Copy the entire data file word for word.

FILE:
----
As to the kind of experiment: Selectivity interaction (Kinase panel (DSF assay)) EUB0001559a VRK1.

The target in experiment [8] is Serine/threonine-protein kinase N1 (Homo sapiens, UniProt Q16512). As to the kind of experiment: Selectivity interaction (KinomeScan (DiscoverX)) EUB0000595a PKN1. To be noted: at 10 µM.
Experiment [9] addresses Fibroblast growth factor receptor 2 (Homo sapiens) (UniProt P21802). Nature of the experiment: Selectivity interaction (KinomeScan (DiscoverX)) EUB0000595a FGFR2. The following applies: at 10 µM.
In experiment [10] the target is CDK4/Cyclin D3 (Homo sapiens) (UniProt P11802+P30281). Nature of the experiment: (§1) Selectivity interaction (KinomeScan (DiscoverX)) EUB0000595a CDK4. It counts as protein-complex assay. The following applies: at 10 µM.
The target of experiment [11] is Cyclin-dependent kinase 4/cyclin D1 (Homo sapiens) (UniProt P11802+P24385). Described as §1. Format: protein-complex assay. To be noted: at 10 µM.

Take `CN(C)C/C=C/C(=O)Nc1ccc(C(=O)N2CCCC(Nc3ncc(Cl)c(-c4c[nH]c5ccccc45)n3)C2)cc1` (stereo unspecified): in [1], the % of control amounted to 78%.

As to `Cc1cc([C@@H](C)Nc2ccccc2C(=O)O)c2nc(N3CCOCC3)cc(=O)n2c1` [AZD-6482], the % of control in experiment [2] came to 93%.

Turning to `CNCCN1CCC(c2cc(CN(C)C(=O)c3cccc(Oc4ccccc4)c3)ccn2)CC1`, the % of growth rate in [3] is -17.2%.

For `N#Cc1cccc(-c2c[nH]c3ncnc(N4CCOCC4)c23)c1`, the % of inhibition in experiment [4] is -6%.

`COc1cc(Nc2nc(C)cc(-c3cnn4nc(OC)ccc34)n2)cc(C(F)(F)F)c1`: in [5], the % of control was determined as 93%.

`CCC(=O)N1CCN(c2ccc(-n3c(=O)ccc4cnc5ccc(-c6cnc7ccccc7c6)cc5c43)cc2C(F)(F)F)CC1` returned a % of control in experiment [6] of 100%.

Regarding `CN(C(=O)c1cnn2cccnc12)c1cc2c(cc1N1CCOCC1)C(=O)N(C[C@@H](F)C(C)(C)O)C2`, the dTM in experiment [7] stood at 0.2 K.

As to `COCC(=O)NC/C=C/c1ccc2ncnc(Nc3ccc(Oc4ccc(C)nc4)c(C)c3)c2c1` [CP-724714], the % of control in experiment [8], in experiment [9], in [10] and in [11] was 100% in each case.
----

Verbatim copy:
As to the kind of experiment: Selectivity interaction (Kinase panel (DSF assay)) EUB0001559a VRK1.

The target in experiment [8] is Serine/threonine-protein kinase N1 (Homo sapiens, UniProt Q16512). As to the kind of experiment: Selectivity interaction (KinomeScan (DiscoverX)) EUB0000595a PKN1. To be noted: at 10 µM.
Experiment [9] addresses Fibroblast growth factor receptor 2 (Homo sapiens) (UniProt P21802). Nature of the experiment: Selectivity interaction (KinomeScan (DiscoverX)) EUB0000595a FGFR2. The following applies: at 10 µM.
In experiment [10] the target is CDK4/Cyclin D3 (Homo sapiens) (UniProt P11802+P30281). Nature of the experiment: (§1) Selectivity interaction (KinomeScan (DiscoverX)) EUB0000595a CDK4. It counts as protein-complex assay. The following applies: at 10 µM.
The target of experiment [11] is Cyclin-dependent kinase 4/cyclin D1 (Homo sapiens) (UniProt P11802+P24385). Described as §1. Format: protein-complex assay. To be noted: at 10 µM.

Take `CN(C)C/C=C/C(=O)Nc1ccc(C(=O)N2CCCC(Nc3ncc(Cl)c(-c4c[nH]c5ccccc45)n3)C2)cc1` (stereo unspecified): in [1], the % of control amounted to 78%.

As to `Cc1cc([C@@H](C)Nc2ccccc2C(=O)O)c2nc(N3CCOCC3)cc(=O)n2c1` [AZD-6482], the % of control in experiment [2] came to 93%.

Turning to `CNCCN1CCC(c2cc(CN(C)C(=O)c3cccc(Oc4ccccc4)c3)ccn2)CC1`, the % of growth rate in [3] is -17.2%.

For `N#Cc1cccc(-c2c[nH]c3ncnc(N4CCOCC4)c23)c1`, the % of inhibition in experiment [4] is -6%.

`COc1cc(Nc2nc(C)cc(-c3cnn4nc(OC)ccc34)n2)cc(C(F)(F)F)c1`: in [5], the % of control was determined as 93%.

`CCC(=O)N1CCN(c2ccc(-n3c(=O)ccc4cnc5ccc(-c6cnc7ccccc7c6)cc5c43)cc2C(F)(F)F)CC1` returned a % of control in experiment [6] of 100%.

Regarding `CN(C(=O)c1cnn2cccnc12)c1cc2c(cc1N1CCOCC1)C(=O)N(C[C@@H](F)C(C)(C)O)C2`, the dTM in experiment [7] stood at 0.2 K.

As to `COCC(=O)NC/C=C/c1ccc2ncnc(Nc3ccc(Oc4ccc(C)nc4)c(C)c3)c2c1` [CP-724714], the % of control in experiment [8], in experiment [9], in [10] and in [11] was 100% in each case.